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Domestic Violence and The LGBTQ+ Community

9 Quick Statistics about Domestic Violence and the LGBTQ Community

  1. 43.8% of lesbian women and 61.1% of bisexual women have experienced rape, physical violence, and/or stalking by an intimate partner at some point in their lifetime, as opposed to 35% of heterosexual women.

  2. 26% of gay men and 37.3% of bisexual men have experienced rape, physical violence, and/or stalking by an intimate partner in their lifetime, in comparison to 29% of heterosexual men.

  3. In a study of male same sex relationships, only 26% of men called the police for assistance after experiencing near-lethal violence.

  4. In 2012, fewer than 5% of LGBTQ survivors of intimate partner violence sought orders of protection.

  5. Transgender victims are more likely to experience intimate partner violence in public, compared to those who do not identify as transgender.

  6. Bisexual victims are more likely to experience sexual violence, compared to people who do not identify as bisexual.

  7. LGBTQ Black/African American victims are more likely to experience physical intimate partner violence, compared to those who do not identify as Black/African American.

  8. LGBTQ white victims are more likely to experience sexual violence, compared to those who do not identify as white.

  9. LGBTQ victims on public assistance are more likely to experience intimate partner violence compared to those who are not on public assistance.

Types of Domestic Violence Affecting the LGBTQ Community

  • 20% of victims have experienced some form of physical violence

  • 16% have been victims to threats and intimidation

  • 15% have been verbally harassed

  • 4% of survivors have experienced sexual violence

  • 11% of intimate violence cases reported in the NCADVP’s 2015 report involved a weapon.

Unique Elements of Abuse in LGBTQ Community

There are several aspects of intimate partner violence which can be unique to the LGBTQ community. “Outing” or threatening to reveal one partner’s sexual orientation/gender identity may be used as a tool of abuse in violent relationships and may also be a barrier which reduces the likelihood of help-seeking for the abuse. Prior experiences of physical or psychological trauma, such as bullying and hate crime, may make LGBTQ victims of domestic violence less likely to see help.

Transgender Intimate Partner Violence

Transgender individuals may suffer from an even greater burden of intimate partner violence than gay or lesbian individuals. Transgender victims of intimate partner violence are more likely to experience threats or intimidation, harassment, and police violence within intimate partner violence. Specific forms of abuse occur within relationships where one partner is transgender, including:

  • Using offensive pronouns such as “it” to refer to the transgender partner

  • Ridiculing the transgender partner’s body and/or appearance

  • Telling the transgender partner that he or she is not a real man or woman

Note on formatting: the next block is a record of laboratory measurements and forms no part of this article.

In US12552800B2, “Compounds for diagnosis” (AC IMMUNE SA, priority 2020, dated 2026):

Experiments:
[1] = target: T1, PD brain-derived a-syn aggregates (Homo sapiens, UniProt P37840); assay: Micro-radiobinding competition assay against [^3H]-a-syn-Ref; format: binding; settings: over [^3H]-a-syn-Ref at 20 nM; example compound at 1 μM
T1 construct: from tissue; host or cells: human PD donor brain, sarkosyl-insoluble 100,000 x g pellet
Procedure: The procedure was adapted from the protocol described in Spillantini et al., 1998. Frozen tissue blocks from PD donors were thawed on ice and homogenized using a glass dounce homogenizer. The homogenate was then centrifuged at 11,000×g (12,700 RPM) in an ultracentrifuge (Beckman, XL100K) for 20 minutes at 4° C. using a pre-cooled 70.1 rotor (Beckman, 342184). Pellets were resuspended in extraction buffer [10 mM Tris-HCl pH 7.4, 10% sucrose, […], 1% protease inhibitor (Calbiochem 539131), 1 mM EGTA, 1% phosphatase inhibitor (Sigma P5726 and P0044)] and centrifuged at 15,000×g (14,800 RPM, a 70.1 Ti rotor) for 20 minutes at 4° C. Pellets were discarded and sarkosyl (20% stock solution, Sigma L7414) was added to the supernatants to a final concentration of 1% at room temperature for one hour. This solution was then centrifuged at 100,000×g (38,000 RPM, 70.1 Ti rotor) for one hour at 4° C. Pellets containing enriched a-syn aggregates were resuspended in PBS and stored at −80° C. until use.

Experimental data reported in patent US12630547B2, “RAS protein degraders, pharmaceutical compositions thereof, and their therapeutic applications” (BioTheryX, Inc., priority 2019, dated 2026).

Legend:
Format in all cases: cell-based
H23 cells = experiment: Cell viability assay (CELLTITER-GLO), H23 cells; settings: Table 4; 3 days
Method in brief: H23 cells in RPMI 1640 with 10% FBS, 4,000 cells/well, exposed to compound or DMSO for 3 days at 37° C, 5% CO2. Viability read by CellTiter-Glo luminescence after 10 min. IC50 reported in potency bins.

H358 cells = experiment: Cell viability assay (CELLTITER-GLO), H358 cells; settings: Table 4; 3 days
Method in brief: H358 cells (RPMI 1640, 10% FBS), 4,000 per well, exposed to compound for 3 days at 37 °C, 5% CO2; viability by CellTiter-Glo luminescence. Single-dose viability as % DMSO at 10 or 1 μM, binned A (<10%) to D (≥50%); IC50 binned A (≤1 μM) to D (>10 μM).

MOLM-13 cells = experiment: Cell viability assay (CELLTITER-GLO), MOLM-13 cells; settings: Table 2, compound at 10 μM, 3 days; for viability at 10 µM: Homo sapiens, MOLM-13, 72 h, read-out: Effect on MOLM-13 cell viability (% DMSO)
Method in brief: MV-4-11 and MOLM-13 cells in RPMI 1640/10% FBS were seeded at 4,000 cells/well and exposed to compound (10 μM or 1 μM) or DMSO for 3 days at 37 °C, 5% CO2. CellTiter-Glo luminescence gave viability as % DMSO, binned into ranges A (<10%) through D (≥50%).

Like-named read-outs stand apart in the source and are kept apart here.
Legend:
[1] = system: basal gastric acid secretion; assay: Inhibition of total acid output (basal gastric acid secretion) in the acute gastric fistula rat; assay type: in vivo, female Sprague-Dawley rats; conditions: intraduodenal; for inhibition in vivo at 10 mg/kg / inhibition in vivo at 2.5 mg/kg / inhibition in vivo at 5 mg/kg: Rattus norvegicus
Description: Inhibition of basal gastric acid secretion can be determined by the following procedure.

• Ridiculing the transgender partner’s identity as “bisexual,” “trans,” “femme,” “butch,” “gender queer,” etc.

Why It Matters

Domestic violence is not limited to heterosexual relationships and can affect individuals of all sexual orientations and genders. WIthin the LGBTQ community, intimate partner violence occurs at a rate equal to or even higher than that of the heterosexual community. LGBTQ individuals may experience unique forms of intimate partner violence as well as distinctive barriers to seeking help due to fear of discrimination or bias.

Although the response to LGBTQ victims of domestic violence is gradually improving, the LGBTQ community if often met with ineffective and victimizing legal responses. Forty-five percent of victims do not report the violence they experience to police because they believe it will not help them. Further more, members of the LGBTQ community may be denied assistance and domestic violence services as a result of homophobia, transphobia, and biphobia.

Barriers to Seeking Services/Receiving Assistance

Several barriers exist to addressing LGBTQ intimate partner violence. These include:

  • Societal beliefs that domestic violence does not occur in LGBTQ relationships

  • Potential homophobia from staff of service providers, or from non-LGBTQ domestic violence victims they may come into contact with

  • Lack of appropriate training regarding LGBTQ domestic violence for service providers

  • A fear that airing the problems among the LGBTQ population will take away from progress toward equality or fuel anti-LGBTQ bias

  • Domestic violence shelters are typically female only, and transgender individuals may not be allowed entrance due to their gender/genital/legal status.

  • The dangers associated with “outing” oneself and risking rejection from family, friends, and society

  • The lack of, or survivors being unaware of, LGBTQ-friendly assistance resources

  • Low levels of confidence in the effectiveness of the legal system for LGBTQ people

Helpful Resources for LGBTQ Victims and Survivors of Domestic Violence

Everyone, including members of the LGBTQ community, deserves to live a life free from abuse.

If you or someone you love is an LGBTQ victim of abuse, call the National Domestic Violence Hotline for someone to talk to and referrals to local services.

If you have questions about your legal rights as an LGBTQ victim of domestic violence, read this helpful guide from the American Bar Association.

These organizations are working with the intersection of domestic violence and LGBTQ victims and survivors.


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